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Gastroenterology. 2012 Mar;142(3):654-63. doi: 10.1053/j.gastro.2011.11.035. Epub 2011 Dec 7.

Peptidomimetic escape mechanisms arise via genetic diversity in the ligand-binding site of the hepatitis C virus NS3/4A serine protease.

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Division of Infectious Diseases, Department of Medicine, Inflammatory Diseases Institute, Lineberger Comprehensive Cancer Center, The University of North Carolina at Chapel Hill, Chapel Hill, North Carolina 27599--7292, USA.



It is a challenge to develop direct-acting antiviral agents that target the nonstructural protein 3/4A protease of hepatitis C virus because resistant variants develop. Ketoamide compounds, designed to mimic the natural protease substrate, have been developed as inhibitors. However, clinical trials have revealed rapid selection of resistant mutants, most of which are considered to be pre-existing variants.


We identified residues near the ketoamide-binding site in x-ray structures of the genotype 1a protease, co-crystallized with boceprevir or a telaprevir-like ligand, and then identified variants at these positions in 219 genotype-1 sequences from a public database. We used side-chain modeling to assess the potential effects of these variants on the interaction between ketoamide and the protease, and compared these results with the phenotypic effects on ketoamide resistance, RNA replication capacity, and infectious virus yields in a cell culture model of infection.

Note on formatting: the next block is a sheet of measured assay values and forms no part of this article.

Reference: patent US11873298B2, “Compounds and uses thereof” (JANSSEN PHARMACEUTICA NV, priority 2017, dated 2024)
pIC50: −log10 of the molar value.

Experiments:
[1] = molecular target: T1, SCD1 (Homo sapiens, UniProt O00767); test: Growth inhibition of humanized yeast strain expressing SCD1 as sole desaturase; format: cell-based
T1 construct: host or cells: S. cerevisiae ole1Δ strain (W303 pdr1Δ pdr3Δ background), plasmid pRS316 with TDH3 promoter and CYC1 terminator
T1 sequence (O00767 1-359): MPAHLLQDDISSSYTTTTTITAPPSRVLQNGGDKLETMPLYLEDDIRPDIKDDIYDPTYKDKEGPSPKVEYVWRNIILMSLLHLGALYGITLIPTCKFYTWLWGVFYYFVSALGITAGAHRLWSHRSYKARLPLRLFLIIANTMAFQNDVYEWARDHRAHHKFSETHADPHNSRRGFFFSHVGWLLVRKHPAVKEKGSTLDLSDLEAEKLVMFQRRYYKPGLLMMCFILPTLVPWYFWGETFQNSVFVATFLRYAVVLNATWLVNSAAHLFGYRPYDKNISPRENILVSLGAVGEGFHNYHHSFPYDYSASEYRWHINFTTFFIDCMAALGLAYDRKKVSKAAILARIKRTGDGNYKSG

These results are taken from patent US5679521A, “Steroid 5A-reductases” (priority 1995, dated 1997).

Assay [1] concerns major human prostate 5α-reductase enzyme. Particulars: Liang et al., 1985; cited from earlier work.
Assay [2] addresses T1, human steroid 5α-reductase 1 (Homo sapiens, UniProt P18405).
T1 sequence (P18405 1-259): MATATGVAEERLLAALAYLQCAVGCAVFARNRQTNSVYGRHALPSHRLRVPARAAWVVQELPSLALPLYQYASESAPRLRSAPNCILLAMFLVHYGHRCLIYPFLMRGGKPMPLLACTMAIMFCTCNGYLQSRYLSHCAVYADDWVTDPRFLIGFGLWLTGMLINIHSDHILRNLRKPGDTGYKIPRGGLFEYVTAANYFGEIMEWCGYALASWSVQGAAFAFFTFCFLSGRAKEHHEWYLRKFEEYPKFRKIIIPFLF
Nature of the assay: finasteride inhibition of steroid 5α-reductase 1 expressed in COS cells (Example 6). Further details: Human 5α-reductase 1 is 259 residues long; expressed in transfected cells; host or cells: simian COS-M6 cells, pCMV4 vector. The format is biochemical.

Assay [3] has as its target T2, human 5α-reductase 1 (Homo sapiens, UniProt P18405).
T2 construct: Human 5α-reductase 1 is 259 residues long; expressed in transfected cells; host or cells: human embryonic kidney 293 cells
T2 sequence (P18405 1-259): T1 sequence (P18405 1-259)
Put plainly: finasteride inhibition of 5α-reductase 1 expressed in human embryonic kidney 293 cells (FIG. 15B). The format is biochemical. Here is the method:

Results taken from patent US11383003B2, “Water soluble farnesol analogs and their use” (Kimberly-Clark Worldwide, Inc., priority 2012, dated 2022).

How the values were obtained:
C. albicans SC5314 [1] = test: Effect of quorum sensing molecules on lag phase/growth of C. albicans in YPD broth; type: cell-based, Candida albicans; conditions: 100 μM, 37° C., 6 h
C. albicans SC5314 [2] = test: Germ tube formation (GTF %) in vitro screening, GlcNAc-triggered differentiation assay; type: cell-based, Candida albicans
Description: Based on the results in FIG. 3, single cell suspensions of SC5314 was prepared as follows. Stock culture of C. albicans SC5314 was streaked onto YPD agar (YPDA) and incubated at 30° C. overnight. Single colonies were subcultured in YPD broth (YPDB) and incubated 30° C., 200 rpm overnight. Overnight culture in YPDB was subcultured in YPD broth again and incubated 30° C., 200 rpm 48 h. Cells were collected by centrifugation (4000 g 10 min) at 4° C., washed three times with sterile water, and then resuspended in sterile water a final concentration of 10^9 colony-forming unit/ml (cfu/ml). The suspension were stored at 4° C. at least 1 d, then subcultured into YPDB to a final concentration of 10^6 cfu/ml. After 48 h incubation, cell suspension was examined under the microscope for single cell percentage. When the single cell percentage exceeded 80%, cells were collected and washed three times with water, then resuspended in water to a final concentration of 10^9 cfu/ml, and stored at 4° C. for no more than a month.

Thirteen natural binding-site variants with potential for ketoamide resistance were identified at 10 residues in the protease, near the ketoamide binding site. Rotamer analysis of amino acid side-chain conformations indicated that 2 variants (R155K and D168G) could affect binding of telaprevir more than boceprevir. Measurements of antiviral susceptibility in cell-culture studies were consistent with this observation. Four variants (ie, Q41H, I132V, R155K, and D168G) caused low-to-moderate levels of ketoamide resistance; 3 of these were highly fit (Q41H, I132V, and R155K).


Using a comprehensive sequence and structure-based analysis, we showed how natural variation in the hepatitis C virus protease nonstructural protein 3/4A sequences might affect susceptibility to first-generation direct-acting antiviral agents. These findings increase our understanding of the molecular basis of ketoamide resistance among naturally existing viral variants.

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